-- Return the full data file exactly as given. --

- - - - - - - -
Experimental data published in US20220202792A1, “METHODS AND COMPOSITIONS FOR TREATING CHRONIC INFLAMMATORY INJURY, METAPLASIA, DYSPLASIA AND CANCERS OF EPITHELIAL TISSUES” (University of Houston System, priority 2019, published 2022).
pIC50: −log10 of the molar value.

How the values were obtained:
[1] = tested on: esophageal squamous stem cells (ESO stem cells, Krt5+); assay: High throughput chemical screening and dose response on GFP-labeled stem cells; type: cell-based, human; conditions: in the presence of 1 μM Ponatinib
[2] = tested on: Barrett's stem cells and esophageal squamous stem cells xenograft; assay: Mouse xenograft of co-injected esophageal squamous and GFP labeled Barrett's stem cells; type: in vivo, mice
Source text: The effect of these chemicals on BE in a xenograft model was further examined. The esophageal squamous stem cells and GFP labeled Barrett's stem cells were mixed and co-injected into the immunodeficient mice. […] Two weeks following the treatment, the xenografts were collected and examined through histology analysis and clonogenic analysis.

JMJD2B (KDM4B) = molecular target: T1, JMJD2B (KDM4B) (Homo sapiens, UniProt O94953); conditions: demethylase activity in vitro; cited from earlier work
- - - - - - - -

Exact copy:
Experimental data published in US20220202792A1, “METHODS AND COMPOSITIONS FOR TREATING CHRONIC INFLAMMATORY INJURY, METAPLASIA, DYSPLASIA AND CANCERS OF EPITHELIAL TISSUES” (University of Houston System, priority 2019, published 2022).
pIC50: −log10 of the molar value.

How the values were obtained:
[1] = tested on: esophageal squamous stem cells (ESO stem cells, Krt5+); assay: High throughput chemical screening and dose response on GFP-labeled stem cells; type: cell-based, human; conditions: in the presence of 1 μM Ponatinib
[2] = tested on: Barrett's stem cells and esophageal squamous stem cells xenograft; assay: Mouse xenograft of co-injected esophageal squamous and GFP labeled Barrett's stem cells; type: in vivo, mice
Source text: The effect of these chemicals on BE in a xenograft model was further examined. The esophageal squamous stem cells and GFP labeled Barrett's stem cells were mixed and co-injected into the immunodeficient mice. […] Two weeks following the treatment, the xenografts were collected and examined through histology analysis and clonogenic analysis.

JMJD2B (KDM4B) = molecular target: T1, JMJD2B (KDM4B) (Homo sapiens, UniProt O94953); conditions: demethylase activity in vitro; cited from earlier work